However, the transfer of the prion protein aggregates from a Creutzfeldt-Jakob disease patient into another human or experimental animal can initiate the pathogenic process in the recipient. These infectious forms of prion protein are called prions. Human prion diseases include fatal insomnia; kuru; Gerstmann-Straussler-Scheinker syndrome; and variant, familial and sporadic CJD. Sporadic CJD is the most common human prion disease, affecting about one in one million people annually worldwide. Other prion diseases include scrapie in sheep; chronic wasting disease in deer, elk and moose; and bovine spongiform encephalopathy (BSE), or mad cow disease, in cattle.

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Aldosterone-Mineralocorticoid Pathway Linked To Craving For Alcohol

MedicalResearch.com Interview with:

Lorenzo Leggio, M.D., Ph.D. Chief of the Section on Clinical Psychoneuroendocrinology and Neuropsychopharmacology, a NIAAA intramural laboratory 

Dr. Leggio

Lorenzo Leggio, M.D., Ph.D.
Chief of the Section on Clinical Psychoneuroendocrinology and Neuropsychopharmacology, a NIAAA intramural laboratory

MedicalResearch.com: What is the background for this study?

MedicalResearch.com: What is the background for this study? What are the main findings?

Response: Aldosterone is an important hormone involved in the control of blood pressure and electrolytes via its mineralcorticoid receptor (MR). In addition to its roles in the periphery in our body, aldosterone also acts on the brain where the MR is particularly present in regions like the amygdala. The amygdala plays an important role in stress, anxiety and excessive alcohol drinking. Back in 2008, we conducted a small pilot study where we found that alcohol-dependent patients with higher blood aldosterone concentrations have higher alcohol craving.

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Antidepressant May Enhance Drug Delivery to the Brain

MedicalResearch.com Interview with:

Ronald Cannon, Ph.D. Staff scientist at NIH’s National Institute of Environmental Health Sciences

Dr. Cannon

Ronald Cannon, Ph.D.
Staff scientist at NIH’s National Institute of Environmental Health Sciences

MedicalResearch.com: What is the background for this study?

Response: The protein pump, P-glycoprotein, is a major obstacle to the delivery of therapeutic drugs across the blood-brain barrier and into the central nervous system (CNS). During the last 10 years, our laboratory has studied the regulation of P-glycoprotein with the hope of treating CNS diseases.

MedicalResearch.com: What are the main findings?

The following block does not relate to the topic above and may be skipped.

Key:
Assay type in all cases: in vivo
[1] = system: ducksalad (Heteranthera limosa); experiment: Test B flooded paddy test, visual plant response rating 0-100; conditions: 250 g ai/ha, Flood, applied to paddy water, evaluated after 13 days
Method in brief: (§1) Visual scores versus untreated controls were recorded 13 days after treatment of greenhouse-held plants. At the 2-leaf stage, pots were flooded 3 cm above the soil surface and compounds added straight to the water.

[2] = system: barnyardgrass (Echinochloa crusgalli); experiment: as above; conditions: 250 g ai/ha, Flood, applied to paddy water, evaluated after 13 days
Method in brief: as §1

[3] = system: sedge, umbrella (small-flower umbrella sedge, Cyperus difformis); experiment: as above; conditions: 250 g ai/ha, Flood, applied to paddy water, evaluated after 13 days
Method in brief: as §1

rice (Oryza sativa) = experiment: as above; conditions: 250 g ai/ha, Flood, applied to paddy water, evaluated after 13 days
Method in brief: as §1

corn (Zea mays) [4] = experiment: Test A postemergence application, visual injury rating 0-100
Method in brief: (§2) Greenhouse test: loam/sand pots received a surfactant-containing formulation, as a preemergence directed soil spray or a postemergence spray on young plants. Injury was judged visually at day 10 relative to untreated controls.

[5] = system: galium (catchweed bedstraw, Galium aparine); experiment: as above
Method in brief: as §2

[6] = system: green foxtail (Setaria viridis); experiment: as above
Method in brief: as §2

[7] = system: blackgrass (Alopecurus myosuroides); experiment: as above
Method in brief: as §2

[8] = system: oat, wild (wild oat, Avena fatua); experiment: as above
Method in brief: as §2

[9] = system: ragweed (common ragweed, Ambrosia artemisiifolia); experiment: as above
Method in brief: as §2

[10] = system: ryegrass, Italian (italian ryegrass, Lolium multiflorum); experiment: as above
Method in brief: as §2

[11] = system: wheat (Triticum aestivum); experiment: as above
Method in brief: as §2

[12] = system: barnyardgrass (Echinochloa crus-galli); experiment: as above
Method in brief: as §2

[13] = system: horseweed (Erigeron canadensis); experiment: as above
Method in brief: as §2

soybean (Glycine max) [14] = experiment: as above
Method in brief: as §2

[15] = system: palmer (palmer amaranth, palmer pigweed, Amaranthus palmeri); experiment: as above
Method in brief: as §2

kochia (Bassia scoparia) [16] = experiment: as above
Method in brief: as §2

Response: Our most recent finding shows that the antidepressant, amitriptyline, suppresses P-glycoprotein pump activity. The discovery is significant because P-glycoprotein restricts most CNS targeted drugs from entering the brain. If fully translatable to human patients, suppression of P-glycoprotein could allow higher levels of CNS therapeutic drugs to reach their intended target.

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Hair Cortisol in the Evaluation of Cushing Syndrome

MedicalResearch.com Interview with:
Mihail Zilbermint, M.D.
Endocrinologist, Office of the Scientific Director

Mihail Zilbermint, M.D. Endocrinologist, Office of the Scientific Director Eunice Kennedy Shriver National Institute of Child Health and Human Development National Institutes of Health

Eunice Kennedy Shriver
National Institute of Child Health and Human Development
National Institutes of Health 

MedicalResearch.com: What is the background for this study?

Response: Diagnosing Cushing Syndrome is often difficult and challenging.  Diagnosing hypercortisolemia, could require the use of a combination of any of these tests: 24-hour free urine cortisol monitoring, an overnight dexamethasone suppression test, and measurement of late night salivary cortisol.  Cortisol levels may change daily, requiring that testing be repeated.  Undiagnosed and untreated Cushing Syndrome greatly increases morbidity and mortality risk.

Cortisol levels can be detected in hair samples.  Much like hemoglobin A1C is a long-term indicator of blood glucose levels, efforts have been made to determine if hair cortisol could serve as a long-term measure of the body’s glucocorticoid levels.  We sought to compare the results of cortisol levels for Cushing Syndrome patients with data from data on cortisol in hair segments, to gain further information on the role of sampling hair cortisol as an initial or supportive method for diagnosing Cushing Syndrome.

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Smaller and More Stable Than Stem Cells, Exosomes Can Preserve Retinal Cell Function

MedicalResearch.com Interview with:

Ben Mead, BSc, MRes, PhD Section of Retinal Ganglion Cell Biology Laboratory of Retinal Cell and Molecular Biology National Eye Institute, National Institutes of Health Bethesda, Maryland 20892

Dr. Ben Mead

Ben Mead, BSc, MRes, PhD
Section of Retinal Ganglion Cell Biology
Laboratory of Retinal Cell and Molecular Biology
National Eye Institute, National Institutes of Health
Bethesda, Maryland 20892

MedicalResearch.com: What is the background for this study? What are the main findings?